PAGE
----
I’ve long been fascinated by the life and travels of Emily Hahn, an American writer who lived in Africa and Asia in the 1930s and 40s. When I speak about Jews in China during World War II and books set during that period, I always bring up her memoir, China to Me (Blakiston, 1947). It chronicles her trip to Shanghai in 1935 that was supposed to last a few weeks. Instead, Emily Hahn made that city her home for the next six years, along with a couple years in Hong Kong.
So I was excited to read Ken Cuthbertson’s authorized biography of Hahn. Nobody Said Not to Go (Faber and Faber, 1999) takes the reader through Hahn’s early childhood in St. Louis, her teenage years in Chicago, and her engineering studies at the University of Wisconsin in Madison. (She chose her field of study–mining engineering–because no other women were enrolled in the program.)
But as Cutherberton writes, it was Hahn’s two-year stay in the Belgian Congo that marked a turning point. She felt at home in Africa and enjoyed writing about her travels for The New Yorker magazine. Africa set the stage or her 1935 trip to Shanghai with her sister, Helen.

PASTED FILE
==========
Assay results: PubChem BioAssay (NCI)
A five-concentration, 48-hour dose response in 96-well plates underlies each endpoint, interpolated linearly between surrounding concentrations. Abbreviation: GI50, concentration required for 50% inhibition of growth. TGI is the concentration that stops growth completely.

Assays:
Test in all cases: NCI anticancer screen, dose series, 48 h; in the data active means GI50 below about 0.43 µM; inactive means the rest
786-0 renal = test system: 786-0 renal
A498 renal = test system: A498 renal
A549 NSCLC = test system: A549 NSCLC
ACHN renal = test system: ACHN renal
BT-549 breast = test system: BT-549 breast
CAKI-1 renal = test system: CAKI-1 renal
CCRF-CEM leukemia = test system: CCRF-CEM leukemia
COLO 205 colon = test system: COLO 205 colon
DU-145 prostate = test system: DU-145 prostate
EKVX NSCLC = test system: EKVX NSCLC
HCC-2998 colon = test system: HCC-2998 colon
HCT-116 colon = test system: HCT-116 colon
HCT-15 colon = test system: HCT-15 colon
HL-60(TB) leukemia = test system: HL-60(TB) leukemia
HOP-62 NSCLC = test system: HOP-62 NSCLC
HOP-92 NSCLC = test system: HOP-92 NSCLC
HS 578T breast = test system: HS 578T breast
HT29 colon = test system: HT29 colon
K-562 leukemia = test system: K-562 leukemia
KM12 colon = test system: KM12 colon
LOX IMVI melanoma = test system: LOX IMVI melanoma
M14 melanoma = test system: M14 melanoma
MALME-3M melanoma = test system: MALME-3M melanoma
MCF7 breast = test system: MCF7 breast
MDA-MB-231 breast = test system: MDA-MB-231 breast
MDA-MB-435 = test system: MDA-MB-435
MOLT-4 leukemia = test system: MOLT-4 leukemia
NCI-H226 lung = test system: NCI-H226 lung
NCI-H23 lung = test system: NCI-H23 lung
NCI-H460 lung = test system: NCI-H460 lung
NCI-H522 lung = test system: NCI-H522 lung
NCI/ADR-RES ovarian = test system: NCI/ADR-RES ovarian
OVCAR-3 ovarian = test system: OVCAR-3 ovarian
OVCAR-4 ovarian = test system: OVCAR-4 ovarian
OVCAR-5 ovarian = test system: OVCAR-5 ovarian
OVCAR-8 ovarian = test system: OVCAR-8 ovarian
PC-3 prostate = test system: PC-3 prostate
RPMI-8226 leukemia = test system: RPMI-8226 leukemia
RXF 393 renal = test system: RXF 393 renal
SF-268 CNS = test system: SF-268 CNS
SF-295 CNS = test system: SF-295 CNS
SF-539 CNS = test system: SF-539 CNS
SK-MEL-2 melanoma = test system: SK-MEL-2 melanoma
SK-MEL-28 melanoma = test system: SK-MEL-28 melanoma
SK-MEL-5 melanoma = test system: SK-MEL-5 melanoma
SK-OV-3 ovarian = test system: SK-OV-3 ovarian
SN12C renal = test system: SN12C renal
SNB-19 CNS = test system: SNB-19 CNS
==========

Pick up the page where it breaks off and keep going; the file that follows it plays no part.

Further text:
Emily Hahn was ahead of her time back in the 1930s, but also today. As soon as she arrived in Shanghai, she knew she was home. There she become close to Victor Sassoon, the affluent Iraqi Jew who jump started Shanghai’s real estate boom in the late 1920s. She also had an affair with a married Chinese poet, often taking tea with his wife and participating on outings with his children.
Just before World War II broke out, Emily traveled to Hong Kong to interview the famous Soong Sisters for the biography she was writing about them. Shanghai became more volatile in her absence and she never returned. But in Hong Kong she would take up with another married (albeit unhappily) man named Charles Boxer, a top officer in British intelligence.
Hahn and Boxer had a child out of wedlock before Charles was sent to a POW camp in Hong Kong after Japan invaded in December 1941. The two would go on to enjoy a fifty-year, long distance marriage that ended when Emily passed away in 1997 at the age of 92.
I thought I got to know Emily Hahn in her memoir, China to Me, but Ken Cutherbertson’s biography presents a more comprehensive look at Hahn’s personal life and remarkable career.